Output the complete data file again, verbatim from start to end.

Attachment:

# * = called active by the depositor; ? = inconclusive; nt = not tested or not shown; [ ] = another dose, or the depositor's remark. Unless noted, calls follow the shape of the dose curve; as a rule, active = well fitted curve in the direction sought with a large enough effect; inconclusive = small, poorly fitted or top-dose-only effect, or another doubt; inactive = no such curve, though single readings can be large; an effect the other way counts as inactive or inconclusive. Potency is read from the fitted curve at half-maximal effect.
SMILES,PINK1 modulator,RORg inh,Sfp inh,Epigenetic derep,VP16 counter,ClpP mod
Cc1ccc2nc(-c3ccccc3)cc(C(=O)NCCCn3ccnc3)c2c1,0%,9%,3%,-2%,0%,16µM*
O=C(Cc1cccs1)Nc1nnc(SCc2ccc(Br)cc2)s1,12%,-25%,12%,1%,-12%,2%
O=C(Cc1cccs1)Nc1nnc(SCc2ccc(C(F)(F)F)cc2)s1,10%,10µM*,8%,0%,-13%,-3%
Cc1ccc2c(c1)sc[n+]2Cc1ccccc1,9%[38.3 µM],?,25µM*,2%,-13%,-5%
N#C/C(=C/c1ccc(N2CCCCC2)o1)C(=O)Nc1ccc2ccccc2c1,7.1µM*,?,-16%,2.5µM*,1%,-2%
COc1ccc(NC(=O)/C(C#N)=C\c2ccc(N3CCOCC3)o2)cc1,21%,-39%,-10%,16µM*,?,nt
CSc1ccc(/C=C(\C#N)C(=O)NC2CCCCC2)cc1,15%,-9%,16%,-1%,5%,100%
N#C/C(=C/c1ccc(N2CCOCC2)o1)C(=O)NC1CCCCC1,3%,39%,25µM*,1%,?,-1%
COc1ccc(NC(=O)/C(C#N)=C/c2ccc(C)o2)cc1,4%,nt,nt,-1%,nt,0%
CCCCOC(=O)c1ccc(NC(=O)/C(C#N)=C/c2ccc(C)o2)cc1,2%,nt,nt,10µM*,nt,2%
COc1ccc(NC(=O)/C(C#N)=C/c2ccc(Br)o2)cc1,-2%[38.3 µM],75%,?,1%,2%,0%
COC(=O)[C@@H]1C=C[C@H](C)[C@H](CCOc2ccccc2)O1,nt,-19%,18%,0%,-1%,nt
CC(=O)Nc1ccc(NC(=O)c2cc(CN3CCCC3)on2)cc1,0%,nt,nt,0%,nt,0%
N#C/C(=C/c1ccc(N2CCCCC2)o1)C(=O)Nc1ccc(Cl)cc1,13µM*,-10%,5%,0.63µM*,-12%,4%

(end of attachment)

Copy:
# * = called active by the depositor; ? = inconclusive; nt = not tested or not shown; [ ] = another dose, or the depositor's remark. Unless noted, calls follow the shape of the dose curve; as a rule, active = well fitted curve in the direction sought with a large enough effect; inconclusive = small, poorly fitted or top-dose-only effect, or another doubt; inactive = no such curve, though single readings can be large; an effect the other way counts as inactive or inconclusive. Potency is read from the fitted curve at half-maximal effect.
SMILES,PINK1 modulator,RORg inh,Sfp inh,Epigenetic derep,VP16 counter,ClpP mod
Cc1ccc2nc(-c3ccccc3)cc(C(=O)NCCCn3ccnc3)c2c1,0%,9%,3%,-2%,0%,16µM*
O=C(Cc1cccs1)Nc1nnc(SCc2ccc(Br)cc2)s1,12%,-25%,12%,1%,-12%,2%
O=C(Cc1cccs1)Nc1nnc(SCc2ccc(C(F)(F)F)cc2)s1,10%,10µM*,8%,0%,-13%,-3%
Cc1ccc2c(c1)sc[n+]2Cc1ccccc1,9%[38.3 µM],?,25µM*,2%,-13%,-5%
N#C/C(=C/c1ccc(N2CCCCC2)o1)C(=O)Nc1ccc2ccccc2c1,7.1µM*,?,-16%,2.5µM*,1%,-2%
COc1ccc(NC(=O)/C(C#N)=C\c2ccc(N3CCOCC3)o2)cc1,21%,-39%,-10%,16µM*,?,nt
CSc1ccc(/C=C(\C#N)C(=O)NC2CCCCC2)cc1,15%,-9%,16%,-1%,5%,100%
N#C/C(=C/c1ccc(N2CCOCC2)o1)C(=O)NC1CCCCC1,3%,39%,25µM*,1%,?,-1%
COc1ccc(NC(=O)/C(C#N)=C/c2ccc(C)o2)cc1,4%,nt,nt,-1%,nt,0%
CCCCOC(=O)c1ccc(NC(=O)/C(C#N)=C/c2ccc(C)o2)cc1,2%,nt,nt,10µM*,nt,2%
COc1ccc(NC(=O)/C(C#N)=C/c2ccc(Br)o2)cc1,-2%[38.3 µM],75%,?,1%,2%,0%
COC(=O)[C@@H]1C=C[C@H](C)[C@H](CCOc2ccccc2)O1,nt,-19%,18%,0%,-1%,nt
CC(=O)Nc1ccc(NC(=O)c2cc(CN3CCCC3)on2)cc1,0%,nt,nt,0%,nt,0%
N#C/C(=C/c1ccc(N2CCCCC2)o1)C(=O)Nc1ccc(Cl)cc1,13µM*,-10%,5%,0.63µM*,-12%,4%